This can allow harmful bacteria and toxins to accumulate and can create a general feeling of sluggishness, as well as a host of digestive disorders, such as irritable bowel syndrome or colitis. When we begin eating a more healthy vegetarian diet, we start to get more dietary fiber into our systems, and all of a sudden, our digestive systems start to work better,

When you eliminate high-fat meat and processed foods from your diet, then much of your body’s energy is freed from the intense work of digesting these foods. Everything becomes clearer – your blood, your organs and your mind. You start becoming much more aware of the toxic nature of the food you’d been eating before.

Toxicity is of much greater concern in the twentieth century than ever before. There are many new and stronger chemicals, air and water pollution, radiation and nuclear power. We ingest new chemicals, use more drugs of all kinds, eat more sugar and refined foods, and daily abuse ourselves with various stimulants and sedatives. The incidence of many toxicity diseases has increased as well. Cancer and cardiovascular disease are two of the main ones. Arthritis, allergies, obesity, and many skin problems are others. In addition, a wide range of symptoms, such as headaches, fatigue, pains, coughs, gastrointestinal problems, and problems from immune weakness, can all be related to toxicity.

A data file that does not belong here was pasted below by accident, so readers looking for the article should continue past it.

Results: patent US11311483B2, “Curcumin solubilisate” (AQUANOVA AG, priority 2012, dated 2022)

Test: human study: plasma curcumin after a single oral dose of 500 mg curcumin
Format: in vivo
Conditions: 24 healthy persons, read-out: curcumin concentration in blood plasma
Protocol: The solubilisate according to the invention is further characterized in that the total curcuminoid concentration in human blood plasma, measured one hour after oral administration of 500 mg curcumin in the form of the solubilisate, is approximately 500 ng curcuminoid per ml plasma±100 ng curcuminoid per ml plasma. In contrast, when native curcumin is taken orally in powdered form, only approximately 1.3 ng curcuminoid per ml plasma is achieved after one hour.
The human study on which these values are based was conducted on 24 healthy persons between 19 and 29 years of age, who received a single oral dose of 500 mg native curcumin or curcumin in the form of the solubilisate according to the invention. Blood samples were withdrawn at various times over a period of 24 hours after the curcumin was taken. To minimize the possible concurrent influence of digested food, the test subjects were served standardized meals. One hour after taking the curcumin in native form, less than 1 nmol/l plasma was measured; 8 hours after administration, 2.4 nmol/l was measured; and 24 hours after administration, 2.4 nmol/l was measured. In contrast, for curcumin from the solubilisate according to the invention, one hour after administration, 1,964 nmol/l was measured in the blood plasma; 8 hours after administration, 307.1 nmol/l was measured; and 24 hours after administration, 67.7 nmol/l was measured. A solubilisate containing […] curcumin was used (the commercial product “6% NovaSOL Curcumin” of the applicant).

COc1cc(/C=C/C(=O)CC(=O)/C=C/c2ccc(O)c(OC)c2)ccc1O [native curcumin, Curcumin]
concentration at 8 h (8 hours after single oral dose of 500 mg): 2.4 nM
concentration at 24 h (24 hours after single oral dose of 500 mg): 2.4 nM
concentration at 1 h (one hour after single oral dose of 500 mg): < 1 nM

When you start a vegetarian eating plan, your body eventually cleanses itself of the harmful effects of these toxic foods.

So if you are planning on Detoxing this year, consider following a vegetarian diet for a natural healthy way to clean out your system.